We have kept a close watch on the Atlas v. Whitaker case because it’s so close to what we handle on a daily basis whether the government is open or not. We covered the federal shutdown generally on January 12th, here, and we covered the Atlas case 12 days later as here.
Today we have a dialogue with Alan Gura, the famous lawyer handling the Atlas case. Alan is famous for winning the Heller case in the U.S. Supreme Court, and also for winning the Flying Dog beer case (about Raging Bitch as a brand name for beer). Alan has been named among the 100 Most Influential Lawyers in America by the National Law Journal, and “has also argued cases before ten federal courts of appeals and numerous federal district courts throughout the country. … Gura also teaches strategic litigation as an adjunct Professor of Law at Georgetown University, and is proud to have litigated the demise of various unconstitutional statutes and ordinances.” He has served as counsel to the United States Senate Judiciary Committee, and as a Deputy Attorney General for the State of California. He has also worked at a big litigation firm and served as a clerk for a U.S. District Court judge. Earlier this week I sent Alan some questions about the case, by email, and his answers are below in blue print.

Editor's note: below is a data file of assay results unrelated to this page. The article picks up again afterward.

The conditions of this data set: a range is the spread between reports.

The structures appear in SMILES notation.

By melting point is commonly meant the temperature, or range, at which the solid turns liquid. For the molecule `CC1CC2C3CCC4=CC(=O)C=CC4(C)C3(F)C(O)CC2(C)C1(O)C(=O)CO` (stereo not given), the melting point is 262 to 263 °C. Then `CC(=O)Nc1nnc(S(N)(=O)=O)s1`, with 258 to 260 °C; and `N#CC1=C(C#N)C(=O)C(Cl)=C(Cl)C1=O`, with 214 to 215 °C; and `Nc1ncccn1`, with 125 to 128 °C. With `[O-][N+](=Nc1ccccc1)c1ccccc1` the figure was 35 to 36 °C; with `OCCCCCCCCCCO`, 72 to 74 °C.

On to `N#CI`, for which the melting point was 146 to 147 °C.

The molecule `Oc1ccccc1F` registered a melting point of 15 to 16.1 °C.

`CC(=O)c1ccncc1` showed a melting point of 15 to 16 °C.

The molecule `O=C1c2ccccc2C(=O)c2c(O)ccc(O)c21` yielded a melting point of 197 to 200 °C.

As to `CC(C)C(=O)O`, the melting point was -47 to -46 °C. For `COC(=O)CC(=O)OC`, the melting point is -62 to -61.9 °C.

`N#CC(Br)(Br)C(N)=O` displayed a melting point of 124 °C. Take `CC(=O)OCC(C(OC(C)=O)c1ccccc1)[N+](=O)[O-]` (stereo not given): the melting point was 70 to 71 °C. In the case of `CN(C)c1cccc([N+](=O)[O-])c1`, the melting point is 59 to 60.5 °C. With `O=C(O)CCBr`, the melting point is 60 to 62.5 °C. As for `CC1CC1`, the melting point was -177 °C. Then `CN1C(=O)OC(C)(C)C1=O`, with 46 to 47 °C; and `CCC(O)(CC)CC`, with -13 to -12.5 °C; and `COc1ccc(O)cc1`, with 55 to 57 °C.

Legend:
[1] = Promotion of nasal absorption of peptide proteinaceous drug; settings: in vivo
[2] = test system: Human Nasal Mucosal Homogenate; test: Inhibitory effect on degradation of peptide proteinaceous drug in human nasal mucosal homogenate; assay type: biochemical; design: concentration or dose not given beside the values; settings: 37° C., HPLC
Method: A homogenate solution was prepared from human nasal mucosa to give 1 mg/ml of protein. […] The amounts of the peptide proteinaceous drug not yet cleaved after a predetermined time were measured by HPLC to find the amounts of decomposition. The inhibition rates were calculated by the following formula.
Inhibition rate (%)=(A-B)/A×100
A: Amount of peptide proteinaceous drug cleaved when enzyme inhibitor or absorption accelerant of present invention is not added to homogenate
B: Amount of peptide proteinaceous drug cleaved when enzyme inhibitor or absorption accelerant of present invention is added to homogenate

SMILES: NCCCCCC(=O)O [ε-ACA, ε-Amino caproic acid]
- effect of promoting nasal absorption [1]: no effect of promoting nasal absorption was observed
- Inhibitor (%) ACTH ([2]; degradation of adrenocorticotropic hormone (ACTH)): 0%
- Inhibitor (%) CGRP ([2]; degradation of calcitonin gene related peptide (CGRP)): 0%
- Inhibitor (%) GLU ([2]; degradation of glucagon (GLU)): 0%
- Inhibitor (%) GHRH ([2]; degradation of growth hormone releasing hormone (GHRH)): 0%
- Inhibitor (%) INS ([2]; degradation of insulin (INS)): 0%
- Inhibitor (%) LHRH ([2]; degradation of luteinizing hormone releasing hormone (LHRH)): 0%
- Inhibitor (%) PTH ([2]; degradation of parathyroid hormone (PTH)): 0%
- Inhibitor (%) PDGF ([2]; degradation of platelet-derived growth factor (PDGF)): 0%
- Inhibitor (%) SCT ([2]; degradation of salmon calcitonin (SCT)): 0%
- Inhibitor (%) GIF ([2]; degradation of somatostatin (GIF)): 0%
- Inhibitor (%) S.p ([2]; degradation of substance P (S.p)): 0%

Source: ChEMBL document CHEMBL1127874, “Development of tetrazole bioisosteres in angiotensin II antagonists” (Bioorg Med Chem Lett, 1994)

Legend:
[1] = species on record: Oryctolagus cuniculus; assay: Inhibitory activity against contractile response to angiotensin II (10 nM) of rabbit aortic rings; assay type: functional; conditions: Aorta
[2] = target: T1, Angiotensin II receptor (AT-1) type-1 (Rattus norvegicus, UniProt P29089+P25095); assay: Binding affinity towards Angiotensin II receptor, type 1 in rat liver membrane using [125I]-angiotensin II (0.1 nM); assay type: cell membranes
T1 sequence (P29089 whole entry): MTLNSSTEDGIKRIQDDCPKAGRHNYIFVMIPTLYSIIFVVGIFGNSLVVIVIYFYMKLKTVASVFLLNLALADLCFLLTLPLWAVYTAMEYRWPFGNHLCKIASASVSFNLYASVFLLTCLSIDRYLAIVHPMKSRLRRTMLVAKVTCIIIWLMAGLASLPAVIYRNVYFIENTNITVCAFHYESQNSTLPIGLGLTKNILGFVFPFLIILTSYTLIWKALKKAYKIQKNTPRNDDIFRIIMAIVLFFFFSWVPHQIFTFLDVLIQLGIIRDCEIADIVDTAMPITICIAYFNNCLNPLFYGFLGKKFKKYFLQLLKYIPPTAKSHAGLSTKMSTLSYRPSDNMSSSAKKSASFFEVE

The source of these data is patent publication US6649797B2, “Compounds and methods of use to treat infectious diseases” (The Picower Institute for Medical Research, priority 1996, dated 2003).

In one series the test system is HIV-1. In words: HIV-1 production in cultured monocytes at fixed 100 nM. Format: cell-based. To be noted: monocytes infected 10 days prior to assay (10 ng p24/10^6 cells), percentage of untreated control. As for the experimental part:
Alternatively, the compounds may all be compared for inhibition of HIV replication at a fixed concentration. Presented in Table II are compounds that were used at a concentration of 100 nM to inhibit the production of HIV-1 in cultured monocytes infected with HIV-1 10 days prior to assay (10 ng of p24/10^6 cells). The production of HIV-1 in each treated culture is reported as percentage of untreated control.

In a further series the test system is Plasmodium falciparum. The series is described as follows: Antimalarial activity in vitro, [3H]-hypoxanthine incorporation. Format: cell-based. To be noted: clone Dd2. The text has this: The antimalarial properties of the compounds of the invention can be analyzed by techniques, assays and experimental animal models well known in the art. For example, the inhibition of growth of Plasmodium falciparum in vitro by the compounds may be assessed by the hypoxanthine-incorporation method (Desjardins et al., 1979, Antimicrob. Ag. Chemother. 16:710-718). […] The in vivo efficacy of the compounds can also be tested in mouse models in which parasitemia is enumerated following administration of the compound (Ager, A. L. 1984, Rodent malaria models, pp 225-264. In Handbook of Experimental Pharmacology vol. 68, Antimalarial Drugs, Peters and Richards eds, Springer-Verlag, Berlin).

What’s the case about?
Under a 1935 law, enacted just after we exited Prohibition, no one can sell an alcoholic beverage in the United States without a government-approved label. The government has to sign off on each label for anything that contains beer, wine, or spirits, to ensure that it contains some information and doesn’t contain certain material. Some of the rules are straightforward, others are up to the government’s sometimes imaginative interpretation. But no label approval, no beverage.
With the shutdown, the Treasury Department office in charge of label approvals, the Alcohol Tobacco Tax and Trade Bureau – TTB – was shuttered. So Atlas Brew Works, like countless other beverage makers, was stuck with product that couldn’t be sold for lack of an approved label. And businesses couldn’t plan their production, because they had no way of knowing when they might get a needed label.